It's a beautiful, sunny Thursday morning at the Daytona International Speedway, and in victory lane, Jimmie Johnson is all smiles. The 2020 Daytona 500 is three days away, but today, the seven-time NASCAR champion is about to take to the 2.5-mile circuit on two wheels.
This is a big weekend for Johnson. At the end of 2019, Johnson announced that he plans on retiring at the end of the 2020 season, putting a cap on a NASCAR career that rivals those of Dale Earnhardt and Richard Petty. After 18 years behind the wheel of a stock car, the 2020 Daytona 500 marks the beginning of the end for Johnson.
And it starts, as Johnson prefers, with a group ride.
Kitted up and resting on the top tube of his Trek Emonda, Johnson about to pedal the annual Champions Ride for Bicycle Safety. Put on by his friend and fellow driver Scott Lagasse Jr., it's become a pre-race tradition over the. last six years. Ride on Thursday morning, qualify in the evening, race on Sunday.
In fact, Johnson liked the idea of a pre-race ride so much that a few years ago, he just started doing it for every race weekend. Johnson has said in the past that riding bikes has helped him get a better handle on nutrition and fatigue in the car, and has even found that he feels sharper in the car the day after a big ride.
His relatively newfound passion for the bicycle has led him to become a sort of cycling evangelist within NASCAR—getting a number of fellow drivers and mechanics, including a reluctant Dale Earnhardt Jr., to join him for rides on race weekends. For Johnson, the bike has been less about competition, and more about building community and camaraderie over the course of the 40-week traveling circus that is the NASCAR season.
“It's really about the experience for me,” Johnson tells me. “The places the bike takes me, the people that I meet and hang out with. That's just the beauty of the bike.”
Johnson's influence and status is self-evident on this year's Champion ride. Eighty riders join him for a 45-mile loop and chance to chat with Johnson on his final ride through Daytona Beach as a NASCAR driver. Even though the pace was conversational, you almost had to fight for position just to get a chance to ride alongside him.
If Johnson is feeling sentimental, he certainly doesn't show it. At rest stops, he's cracking jokes, happily taking selfies with fans, and talking shop with some riders from the CWA Racing p/b Trek professional team based out of nearby Tampa. As we approach a final overpass leading back to Daytona International Speedway, Johnson jokes, “Watch out, big climb up ahead!”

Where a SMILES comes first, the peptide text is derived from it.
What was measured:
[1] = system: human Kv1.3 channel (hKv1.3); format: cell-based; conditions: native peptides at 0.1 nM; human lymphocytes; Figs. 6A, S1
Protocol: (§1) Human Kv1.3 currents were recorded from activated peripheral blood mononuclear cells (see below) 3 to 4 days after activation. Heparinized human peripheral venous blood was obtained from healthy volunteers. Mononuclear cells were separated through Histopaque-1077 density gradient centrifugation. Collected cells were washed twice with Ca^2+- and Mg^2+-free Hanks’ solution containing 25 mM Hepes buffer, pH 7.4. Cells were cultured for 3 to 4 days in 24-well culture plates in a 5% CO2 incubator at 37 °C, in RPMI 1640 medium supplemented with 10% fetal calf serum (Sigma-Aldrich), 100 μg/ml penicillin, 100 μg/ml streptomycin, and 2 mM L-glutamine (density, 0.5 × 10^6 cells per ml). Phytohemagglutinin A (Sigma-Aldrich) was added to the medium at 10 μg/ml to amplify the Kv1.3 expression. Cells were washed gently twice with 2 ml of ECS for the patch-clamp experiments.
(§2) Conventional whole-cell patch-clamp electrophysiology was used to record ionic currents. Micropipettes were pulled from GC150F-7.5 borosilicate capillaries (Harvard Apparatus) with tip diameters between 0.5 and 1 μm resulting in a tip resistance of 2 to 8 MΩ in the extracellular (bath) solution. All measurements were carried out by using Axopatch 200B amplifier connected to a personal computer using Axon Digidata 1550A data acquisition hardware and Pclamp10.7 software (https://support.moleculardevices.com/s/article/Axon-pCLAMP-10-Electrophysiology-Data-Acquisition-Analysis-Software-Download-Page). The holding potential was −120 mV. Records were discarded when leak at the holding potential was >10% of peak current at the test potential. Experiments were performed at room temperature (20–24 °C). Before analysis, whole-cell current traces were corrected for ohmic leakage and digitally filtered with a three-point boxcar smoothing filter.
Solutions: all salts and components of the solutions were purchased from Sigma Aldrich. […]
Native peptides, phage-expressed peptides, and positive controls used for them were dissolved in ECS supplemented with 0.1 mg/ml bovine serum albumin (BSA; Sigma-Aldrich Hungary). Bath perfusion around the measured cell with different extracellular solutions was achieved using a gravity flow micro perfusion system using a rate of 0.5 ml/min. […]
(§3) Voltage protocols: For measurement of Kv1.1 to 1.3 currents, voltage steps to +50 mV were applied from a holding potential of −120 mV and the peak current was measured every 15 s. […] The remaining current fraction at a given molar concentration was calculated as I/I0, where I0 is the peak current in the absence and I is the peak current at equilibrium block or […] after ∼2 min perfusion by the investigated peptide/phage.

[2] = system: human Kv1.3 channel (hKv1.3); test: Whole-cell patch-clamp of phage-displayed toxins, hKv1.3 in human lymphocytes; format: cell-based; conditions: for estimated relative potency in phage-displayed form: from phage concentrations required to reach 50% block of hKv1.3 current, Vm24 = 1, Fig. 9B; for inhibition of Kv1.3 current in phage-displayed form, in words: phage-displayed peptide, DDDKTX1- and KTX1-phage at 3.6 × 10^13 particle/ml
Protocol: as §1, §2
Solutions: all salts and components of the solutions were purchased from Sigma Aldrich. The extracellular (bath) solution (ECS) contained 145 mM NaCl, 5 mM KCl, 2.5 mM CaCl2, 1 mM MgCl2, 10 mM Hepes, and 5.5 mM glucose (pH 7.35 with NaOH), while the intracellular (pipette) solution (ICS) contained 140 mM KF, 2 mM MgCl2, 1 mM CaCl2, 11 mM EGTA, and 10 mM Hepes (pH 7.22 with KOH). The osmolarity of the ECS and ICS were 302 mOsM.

Since announcing his retirement last November, Johnson has started talking about his post-NASCAR “bucket list.” Some of those items involve potentially racing IndyCar or the World Endurance Championship. But he also plans to make cycling a bigger part of his life.
With the prospect of not having to race every weekend for most of the year, Johnson is looking forward to finally experiencing the world's biggest cycling events. He's always wanted to race Leadville, ride in his friend George Hincapie's gran fondo, or even just have a weekend to escape to nearby Bentonville, Arkansas, where he recently had his "mind blown on the mountain bike." Or maybe he'll finally get a chance to follow the Tour de France with his wife—they've always wanted to travel the world—and ride a few of the stages along the way. He sure would like to improve his time up North Carolina's legendary 24-mile climb, Mount Mitchell.
Johnson hasn't even retired yet, and already it seems like his schedule post-NASCAR is already fully booked.
Back in the present, however, Johnson admits that this final season is going to impact his riding. “This year's gonna be a little different with me coming to each track for the final time,” he says. “I feel like my window to ride is gonna be compromised.”
Johnson, like anyone else trying to squeeze in a ride around their day job, is a little anxious about not being able to ride as much as he's used to. “It weighs on you on mentally,” he says. “You see a couple good weeks in Strava and then you get slow and you're like, 'Oh, I'm useless!' "
But Johnson has a plan. "I'm trying to get my head programmed on some shorter, more intense, rides," he says. “Maybe use it as a year to push up my FTP, just use my smaller window of time more efficiently.”
Even though Johnson is stepping away from NASCAR, he isn't planning on stepping away from all that his built through his advocacy work both on-track and on the bike. In fact, he plans getting even more people on bikes.
"I think some of the events that I want to ride, like my retired pro cycling friends and their fondos, that would open up some new opportunities for me," he says. "I'm always trying to get people on a bike and ride."
In some ways, that Johnson comes from NASCAR makes him an ideal cycling advocate. While part of being a driver means turning left and going 200 mph for three to four hours every Sunday, it also demands an incredible amount of social interaction. NASCAR drivers are constantly talking to people—to fans, to the media, to sponsors—over the course of a race weekend. Even on race day, most drivers will be chatting and glad handing with folks from the moment they wake up, right up until they have to jump into the car, start their engines and get racing.
If there's one man who might bridge the gap between two wheels and four—potentially fostering some mutual respect and goodwill between motorsport fans and the cyclists they share the road with—it's Jimmie Johnson, the most decorated driver in NASCAR's modern era.
"I think a couple years from now when the dust settles and I've been to whatever that new normal is, bikes are still going to be a very, very big part of my life," says Johnson.